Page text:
Varieties of capitalism, varieties of philanthropy (part 1)

One item on my to-do list is to look into whether there might be “varieties of philanthropy” to go along with “varieties of capitalism.” The latter is the idea that U.S.-style capitalism is not the only or best kind, and that other kinds, like the Continental-Japanese model, are not only distinct but not necessarily converging on the Anglo-American model in the context of globalization and trade liberalization.

Let’s start by looking at the basic distinction in the varieties of capitalism literature, between “liberal market economies” (Anglo-American) and “coordinated market economies” (European-Japanese). This is from Hall and Soskice’s Varieties of Capitalism (p. 8):

In liberal market economies, firms coordinate their activities primarily via hierarchies and competitive market arrangements…Market relationships are characterized by the arm’s-length exchange of goods or services in a context of competition and formal contracting. In response to the price signals generated by such markets, the actors adjust their willingness to supply and demand goods or services…In many respects, market institutions provide a highly effective means for coordinating the endeavors of economic actors.

In coordinated market economies, firms depend more heavily on non-market relationships to coordinate their endeavors with other actors and to construct their core competencies. These non-market modes of coordination generally entail more extensive relational or incomplete contracting, network monitoring based on the exchange of private information inside networks, and more reliance on collaborative, as opposed to competitive, relationships to build the competencies of the firm. In contrast to liberal market economies (LME), where the equilibrium outcomes of firm behavior are usually given by demand and supply conditions in competitive markets, the equilibria on which firms coordinate in coordinated market economies (CMEs) are more often the result of strategic interaction among firms and other actors.

Now substitute “nonprofit” for “firm” in the above. Think about how nonprofits get their funding in the U.S. Doesn’t it seem like we operate in more of a CME model?

  • “Relational or incomplete contracting” => grants based on relationships with program officers with little provision of what constitutes success
  • “Network monitoring based on the exchange of private information inside networks” => just ask Lucy Bernholz or Janet Camarena about the struggle to make the private information inside philanthropic networks and organizations public.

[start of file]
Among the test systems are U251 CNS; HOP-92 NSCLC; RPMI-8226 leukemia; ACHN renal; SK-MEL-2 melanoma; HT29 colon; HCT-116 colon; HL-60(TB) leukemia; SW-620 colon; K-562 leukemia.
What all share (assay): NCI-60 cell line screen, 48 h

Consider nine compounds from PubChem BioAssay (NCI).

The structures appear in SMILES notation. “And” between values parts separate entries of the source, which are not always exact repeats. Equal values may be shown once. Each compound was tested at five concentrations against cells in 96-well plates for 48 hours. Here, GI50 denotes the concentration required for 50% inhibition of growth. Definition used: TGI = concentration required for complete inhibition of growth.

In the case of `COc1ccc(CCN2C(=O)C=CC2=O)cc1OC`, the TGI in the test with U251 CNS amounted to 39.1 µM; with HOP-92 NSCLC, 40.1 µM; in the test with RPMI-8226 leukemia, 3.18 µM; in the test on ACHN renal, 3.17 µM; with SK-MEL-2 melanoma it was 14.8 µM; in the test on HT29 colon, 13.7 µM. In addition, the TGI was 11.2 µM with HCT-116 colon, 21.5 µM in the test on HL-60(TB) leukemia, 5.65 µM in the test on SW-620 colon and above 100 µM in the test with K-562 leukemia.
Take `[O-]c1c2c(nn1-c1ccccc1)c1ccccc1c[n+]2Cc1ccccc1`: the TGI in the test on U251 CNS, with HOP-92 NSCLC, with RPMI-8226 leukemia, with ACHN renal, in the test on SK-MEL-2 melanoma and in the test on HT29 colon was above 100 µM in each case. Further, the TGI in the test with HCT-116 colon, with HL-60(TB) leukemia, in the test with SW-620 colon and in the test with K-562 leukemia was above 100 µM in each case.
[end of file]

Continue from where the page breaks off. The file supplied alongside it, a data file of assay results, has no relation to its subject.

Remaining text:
• “More reliance on collaborative, as opposed to competitive, relationships to build the competencies of the firm” => Capacity building and technical assistance provided by funders for nonprofits, long-term funding relationships where impact and capacity are not necessarily the central criteria for determining continued funding.

We operate in perhaps the quintessential liberal market economy (and liberal here means Adam Smith-style “classical” liberalism, aka laissez-faire), but the political economy of nonprofits in the U.S. looks more like a coordinated market economy. Why does this matter? Hall and Soskice again (p. 9):

In any national economy, firms will gravitate toward the mode of coordination for which there is institutional support.

What is the “mode of coordination” being supported in the U.S. philanthropic market today? A key question in the “varieties of capitalism” literature is convergence: will European CME economies ultimately end up looking more like the U.S. LME economy? This is a cross-national comparison, and the answer so far seems to be, “not necessarily.” A key question in the study of “varieties of philanthropy” might be intra-national: will the CME model of nonprofit funding in the U.S. converge on the LME model of the overall U.S. economy?


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4 Responses to “Varieties of capitalism, varieties of philanthropy (part 1)”

  1. The Blog Briefly Known as "Democratizing Philanthropy?" » Blog Archive » Is the answer “taxes”? Says:

    […] that the government will care for the poor.” This speaks to varieties of capitalism, a topic I’ve considered at length on this blog. Motivations for giving in each type of system might be an […]

  2. The Blog Briefly Known as "Democratizing Philanthropy?" » Blog Archive » This is scandalous Says:

    […] by politics and policy. Classic political economy. The “varieties of capitalism” work that I’ve written about here is, to me, one of the more valuable contributions of political […]

  3. The Blog Briefly Known as "Democratizing Philanthropy?" » Blog Archive » Stones in the river (continued) Says:

    […] the Chinese economist who’s the head economist at the World Bank. A central tenet of the varieties of capitalism approach I’ve written about extensively on this blog is that there is more than one way to […]

  4. The Blog Briefly Known as "Democratizing Philanthropy?" » Blog Archive » Get Out the Map Says:

    […] relate to the varieties-of-capitalism/varieties-of-philanthropy concept I’ve written about at various points here. […]

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